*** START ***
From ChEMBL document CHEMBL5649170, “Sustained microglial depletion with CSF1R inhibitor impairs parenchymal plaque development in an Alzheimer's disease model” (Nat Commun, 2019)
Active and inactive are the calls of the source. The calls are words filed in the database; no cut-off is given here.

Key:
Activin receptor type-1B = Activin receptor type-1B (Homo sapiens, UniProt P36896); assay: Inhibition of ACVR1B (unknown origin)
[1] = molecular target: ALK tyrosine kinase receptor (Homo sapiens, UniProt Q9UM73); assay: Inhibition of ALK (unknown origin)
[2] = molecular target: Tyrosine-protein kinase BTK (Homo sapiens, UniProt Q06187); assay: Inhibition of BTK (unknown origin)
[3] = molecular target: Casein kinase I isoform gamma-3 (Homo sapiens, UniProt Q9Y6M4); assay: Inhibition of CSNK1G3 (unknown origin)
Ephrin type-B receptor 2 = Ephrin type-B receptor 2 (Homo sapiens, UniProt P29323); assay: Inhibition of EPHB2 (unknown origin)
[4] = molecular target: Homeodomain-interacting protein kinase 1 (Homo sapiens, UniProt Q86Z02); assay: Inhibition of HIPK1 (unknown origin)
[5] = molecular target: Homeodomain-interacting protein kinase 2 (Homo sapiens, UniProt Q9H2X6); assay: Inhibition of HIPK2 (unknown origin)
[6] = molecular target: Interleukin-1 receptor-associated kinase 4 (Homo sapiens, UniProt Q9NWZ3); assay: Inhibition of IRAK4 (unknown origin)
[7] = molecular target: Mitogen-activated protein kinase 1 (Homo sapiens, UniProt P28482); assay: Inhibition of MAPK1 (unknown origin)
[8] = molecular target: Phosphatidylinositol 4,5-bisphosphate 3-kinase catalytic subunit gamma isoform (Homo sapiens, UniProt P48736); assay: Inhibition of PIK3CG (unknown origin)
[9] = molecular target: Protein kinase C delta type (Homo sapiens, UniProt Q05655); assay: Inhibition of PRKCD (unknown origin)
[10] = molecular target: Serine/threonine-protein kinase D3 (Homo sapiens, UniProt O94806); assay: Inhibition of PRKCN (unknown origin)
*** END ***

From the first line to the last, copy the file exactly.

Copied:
From ChEMBL document CHEMBL5649170, “Sustained microglial depletion with CSF1R inhibitor impairs parenchymal plaque development in an Alzheimer's disease model” (Nat Commun, 2019)
Active and inactive are the calls of the source. The calls are words filed in the database; no cut-off is given here.

Key:
Activin receptor type-1B = Activin receptor type-1B (Homo sapiens, UniProt P36896); assay: Inhibition of ACVR1B (unknown origin)
[1] = molecular target: ALK tyrosine kinase receptor (Homo sapiens, UniProt Q9UM73); assay: Inhibition of ALK (unknown origin)
[2] = molecular target: Tyrosine-protein kinase BTK (Homo sapiens, UniProt Q06187); assay: Inhibition of BTK (unknown origin)
[3] = molecular target: Casein kinase I isoform gamma-3 (Homo sapiens, UniProt Q9Y6M4); assay: Inhibition of CSNK1G3 (unknown origin)
Ephrin type-B receptor 2 = Ephrin type-B receptor 2 (Homo sapiens, UniProt P29323); assay: Inhibition of EPHB2 (unknown origin)
[4] = molecular target: Homeodomain-interacting protein kinase 1 (Homo sapiens, UniProt Q86Z02); assay: Inhibition of HIPK1 (unknown origin)
[5] = molecular target: Homeodomain-interacting protein kinase 2 (Homo sapiens, UniProt Q9H2X6); assay: Inhibition of HIPK2 (unknown origin)
[6] = molecular target: Interleukin-1 receptor-associated kinase 4 (Homo sapiens, UniProt Q9NWZ3); assay: Inhibition of IRAK4 (unknown origin)
[7] = molecular target: Mitogen-activated protein kinase 1 (Homo sapiens, UniProt P28482); assay: Inhibition of MAPK1 (unknown origin)
[8] = molecular target: Phosphatidylinositol 4,5-bisphosphate 3-kinase catalytic subunit gamma isoform (Homo sapiens, UniProt P48736); assay: Inhibition of PIK3CG (unknown origin)
[9] = molecular target: Protein kinase C delta type (Homo sapiens, UniProt Q05655); assay: Inhibition of PRKCD (unknown origin)
[10] = molecular target: Serine/threonine-protein kinase D3 (Homo sapiens, UniProt O94806); assay: Inhibition of PRKCN (unknown origin)